More Than Just a Summer Job
Our interns gain job skills while supporting our mission to conserve the planet’s land and water for people and nature.
Summer internships for some college students mean lots of coffee runs, making copies and filing. Not at The Nature Conservancy in Delaware, where our interns provide essential support to staff and programs, expanding the capacity of our conservation work across the state.
Whether they are serving as stewardship assistants on our preserves or in the role of the Delaware River Watershed Fellow—working with the Stream Stewards program and First State National Historical Park in Wilmington—our interns help advance our mission in Delaware.
Connecting People to the Watershed
In Summer 2019, TNC in Delaware hosted three interns. Viviana Marshall served in the role of Delaware River Watershed Fellow as part of the Alliance for Watershed Education (AWE). As one of 23 Fellows working on outreach and education efforts in the Delaware River watershed, she helped educate residents of Wilmington about recreational opportunities and resources in First State National Historical Park.
“My role as an AWE Watershed Fellow has been immersive and enlightening,” said Viviana. “The fellowship introduced me to many community leaders who I otherwise would not have met. It taught me to be much more environmentally aware and conscientious of all my actions.”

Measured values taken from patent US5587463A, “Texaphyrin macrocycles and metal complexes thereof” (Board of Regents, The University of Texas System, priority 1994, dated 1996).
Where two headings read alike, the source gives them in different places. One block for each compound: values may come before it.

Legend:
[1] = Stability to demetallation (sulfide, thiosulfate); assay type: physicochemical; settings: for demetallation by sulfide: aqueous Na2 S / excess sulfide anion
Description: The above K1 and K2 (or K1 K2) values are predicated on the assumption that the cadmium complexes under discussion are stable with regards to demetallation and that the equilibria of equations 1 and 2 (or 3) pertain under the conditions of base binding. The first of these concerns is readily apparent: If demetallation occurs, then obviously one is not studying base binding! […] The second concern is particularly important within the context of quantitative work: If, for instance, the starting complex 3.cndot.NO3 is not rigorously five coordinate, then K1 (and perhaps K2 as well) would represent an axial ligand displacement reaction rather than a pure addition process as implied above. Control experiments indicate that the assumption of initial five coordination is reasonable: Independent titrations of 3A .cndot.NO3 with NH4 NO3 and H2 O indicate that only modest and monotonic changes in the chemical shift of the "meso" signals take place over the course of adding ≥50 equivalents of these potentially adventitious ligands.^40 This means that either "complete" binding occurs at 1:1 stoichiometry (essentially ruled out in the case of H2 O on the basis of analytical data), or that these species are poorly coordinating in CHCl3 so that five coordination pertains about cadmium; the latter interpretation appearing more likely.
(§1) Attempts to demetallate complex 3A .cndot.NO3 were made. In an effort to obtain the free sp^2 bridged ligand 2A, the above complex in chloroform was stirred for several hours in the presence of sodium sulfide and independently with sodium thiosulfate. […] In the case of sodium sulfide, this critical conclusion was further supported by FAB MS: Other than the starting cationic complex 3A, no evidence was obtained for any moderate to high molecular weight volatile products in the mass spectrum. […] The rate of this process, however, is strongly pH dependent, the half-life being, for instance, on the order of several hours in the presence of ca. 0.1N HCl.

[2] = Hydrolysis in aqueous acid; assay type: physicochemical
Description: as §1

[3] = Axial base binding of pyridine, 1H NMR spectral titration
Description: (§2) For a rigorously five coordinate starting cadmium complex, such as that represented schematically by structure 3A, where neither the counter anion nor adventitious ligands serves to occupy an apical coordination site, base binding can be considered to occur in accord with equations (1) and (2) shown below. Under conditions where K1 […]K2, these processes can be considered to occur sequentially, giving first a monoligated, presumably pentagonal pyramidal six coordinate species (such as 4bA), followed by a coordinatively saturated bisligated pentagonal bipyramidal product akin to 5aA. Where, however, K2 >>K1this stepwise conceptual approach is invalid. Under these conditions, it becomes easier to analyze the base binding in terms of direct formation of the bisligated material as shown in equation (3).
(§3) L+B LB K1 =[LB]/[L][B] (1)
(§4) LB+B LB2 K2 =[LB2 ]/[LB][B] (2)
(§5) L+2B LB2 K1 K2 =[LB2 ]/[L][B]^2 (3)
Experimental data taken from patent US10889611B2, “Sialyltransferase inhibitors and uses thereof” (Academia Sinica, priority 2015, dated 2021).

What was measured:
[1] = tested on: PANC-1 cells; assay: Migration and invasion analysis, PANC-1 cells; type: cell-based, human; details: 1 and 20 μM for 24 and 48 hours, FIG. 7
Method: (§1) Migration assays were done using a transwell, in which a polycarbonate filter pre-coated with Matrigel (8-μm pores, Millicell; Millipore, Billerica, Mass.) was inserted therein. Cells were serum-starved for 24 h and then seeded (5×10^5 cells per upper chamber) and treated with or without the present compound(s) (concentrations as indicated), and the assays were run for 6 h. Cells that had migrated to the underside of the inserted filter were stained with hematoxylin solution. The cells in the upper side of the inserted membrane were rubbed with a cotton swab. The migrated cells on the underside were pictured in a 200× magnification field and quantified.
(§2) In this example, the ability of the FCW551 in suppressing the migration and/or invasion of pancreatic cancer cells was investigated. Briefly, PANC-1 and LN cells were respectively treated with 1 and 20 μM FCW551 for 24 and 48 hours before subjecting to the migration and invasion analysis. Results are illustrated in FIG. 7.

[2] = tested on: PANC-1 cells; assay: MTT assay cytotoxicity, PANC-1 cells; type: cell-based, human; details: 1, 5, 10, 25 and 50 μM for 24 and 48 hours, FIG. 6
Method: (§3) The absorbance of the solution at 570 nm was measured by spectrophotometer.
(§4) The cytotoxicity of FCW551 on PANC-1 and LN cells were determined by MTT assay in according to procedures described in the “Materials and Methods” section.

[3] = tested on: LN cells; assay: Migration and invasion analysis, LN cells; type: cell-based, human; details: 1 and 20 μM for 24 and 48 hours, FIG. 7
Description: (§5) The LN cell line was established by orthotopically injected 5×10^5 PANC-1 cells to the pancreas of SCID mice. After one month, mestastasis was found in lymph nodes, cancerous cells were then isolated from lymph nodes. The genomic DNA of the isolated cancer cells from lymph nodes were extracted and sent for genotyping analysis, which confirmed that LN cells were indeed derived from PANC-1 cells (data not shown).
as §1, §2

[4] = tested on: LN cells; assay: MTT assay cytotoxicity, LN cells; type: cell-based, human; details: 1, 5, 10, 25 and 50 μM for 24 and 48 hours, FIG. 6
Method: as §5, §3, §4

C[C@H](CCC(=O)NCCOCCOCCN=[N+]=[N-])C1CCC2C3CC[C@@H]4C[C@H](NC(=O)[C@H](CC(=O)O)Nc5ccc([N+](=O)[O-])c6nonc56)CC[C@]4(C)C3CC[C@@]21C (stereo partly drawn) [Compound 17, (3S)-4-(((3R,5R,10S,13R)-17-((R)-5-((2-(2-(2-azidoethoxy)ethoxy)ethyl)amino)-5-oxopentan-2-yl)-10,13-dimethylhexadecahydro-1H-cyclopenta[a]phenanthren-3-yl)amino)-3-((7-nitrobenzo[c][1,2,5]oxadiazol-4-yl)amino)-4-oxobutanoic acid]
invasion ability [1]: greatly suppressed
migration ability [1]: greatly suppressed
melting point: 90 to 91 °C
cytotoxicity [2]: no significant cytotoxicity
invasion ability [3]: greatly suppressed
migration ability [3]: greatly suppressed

Caring for Delaware’s Preserve Network
Brooke Cherry and Tessa Hayman also participated in the 2019 internship program. As stewardship assistant interns, they supported land steward Natasha Whetzel in caring for 5,022 acres of preserves located across Kent and Sussex counties. Their main duty was to conduct annual monitoring of our six preserves in Delaware and assisting with preserve management projects.
One of my favorite things was getting out in the field and seeing animals that I haven’t yet seen in the wild, like bald eagles and a yellow-billed cuckoo.
“I learned how to test seedling survivorship at the Edward H. McCabe Preserve’s reforestation site, and I’m glad I did because survivorship studies are essential in the conservation field,” Tessa said. “One of my favorite things was getting out in the field and seeing animals that I haven’t yet seen in the wild, like bald eagles and a yellow-billed cuckoo. I also really enjoyed participating in habitat restoration projects firsthand. For instance, I was able to girdle some Atlantic white cedars in order to protect the carnivorous purple pitcher plant.”
Like Tessa, Brooke also enjoyed seeing rare native plants and wildlife while working in the field. She also learned skills related to GIS (geographic information system) technology, which TNC uses to create data maps that can be used to track changes and evaluate success.
She says, "Thank you to TNC for giving me this amazing opportunity to meet new people and learn new techniques that I will take with me into the future.”